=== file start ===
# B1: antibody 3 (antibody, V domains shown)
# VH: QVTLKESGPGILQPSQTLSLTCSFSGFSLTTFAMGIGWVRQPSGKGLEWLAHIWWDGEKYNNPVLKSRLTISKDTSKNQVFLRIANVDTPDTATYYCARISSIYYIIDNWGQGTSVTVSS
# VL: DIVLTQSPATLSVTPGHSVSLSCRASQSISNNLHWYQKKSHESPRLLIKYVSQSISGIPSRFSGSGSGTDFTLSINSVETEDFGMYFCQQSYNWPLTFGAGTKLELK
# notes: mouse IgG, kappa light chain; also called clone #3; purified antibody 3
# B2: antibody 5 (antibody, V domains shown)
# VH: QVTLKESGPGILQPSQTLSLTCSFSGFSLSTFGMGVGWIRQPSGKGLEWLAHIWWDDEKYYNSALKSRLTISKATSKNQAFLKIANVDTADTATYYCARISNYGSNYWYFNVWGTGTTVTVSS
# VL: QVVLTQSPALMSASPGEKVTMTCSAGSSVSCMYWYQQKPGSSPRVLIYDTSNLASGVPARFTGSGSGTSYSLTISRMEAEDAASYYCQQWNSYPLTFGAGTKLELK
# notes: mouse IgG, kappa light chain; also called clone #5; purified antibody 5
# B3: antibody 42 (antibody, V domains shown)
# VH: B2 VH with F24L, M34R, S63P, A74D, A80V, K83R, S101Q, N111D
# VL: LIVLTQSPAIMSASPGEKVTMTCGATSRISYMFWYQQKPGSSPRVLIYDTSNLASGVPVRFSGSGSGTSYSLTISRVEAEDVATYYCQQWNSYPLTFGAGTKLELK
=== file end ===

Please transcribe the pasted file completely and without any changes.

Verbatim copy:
# B1: antibody 3 (antibody, V domains shown)
# VH: QVTLKESGPGILQPSQTLSLTCSFSGFSLTTFAMGIGWVRQPSGKGLEWLAHIWWDGEKYNNPVLKSRLTISKDTSKNQVFLRIANVDTPDTATYYCARISSIYYIIDNWGQGTSVTVSS
# VL: DIVLTQSPATLSVTPGHSVSLSCRASQSISNNLHWYQKKSHESPRLLIKYVSQSISGIPSRFSGSGSGTDFTLSINSVETEDFGMYFCQQSYNWPLTFGAGTKLELK
# notes: mouse IgG, kappa light chain; also called clone #3; purified antibody 3
# B2: antibody 5 (antibody, V domains shown)
# VH: QVTLKESGPGILQPSQTLSLTCSFSGFSLSTFGMGVGWIRQPSGKGLEWLAHIWWDDEKYYNSALKSRLTISKATSKNQAFLKIANVDTADTATYYCARISNYGSNYWYFNVWGTGTTVTVSS
# VL: QVVLTQSPALMSASPGEKVTMTCSAGSSVSCMYWYQQKPGSSPRVLIYDTSNLASGVPARFTGSGSGTSYSLTISRMEAEDAASYYCQQWNSYPLTFGAGTKLELK
# notes: mouse IgG, kappa light chain; also called clone #5; purified antibody 5
# B3: antibody 42 (antibody, V domains shown)
# VH: B2 VH with F24L, M34R, S63P, A74D, A80V, K83R, S101Q, N111D
# VL: LIVLTQSPAIMSASPGEKVTMTCGATSRISYMFWYQQKPGSSPRVLIYDTSNLASGVPVRFSGSGSGTSYSLTISRVEAEDVATYYCQQWNSYPLTFGAGTKLELK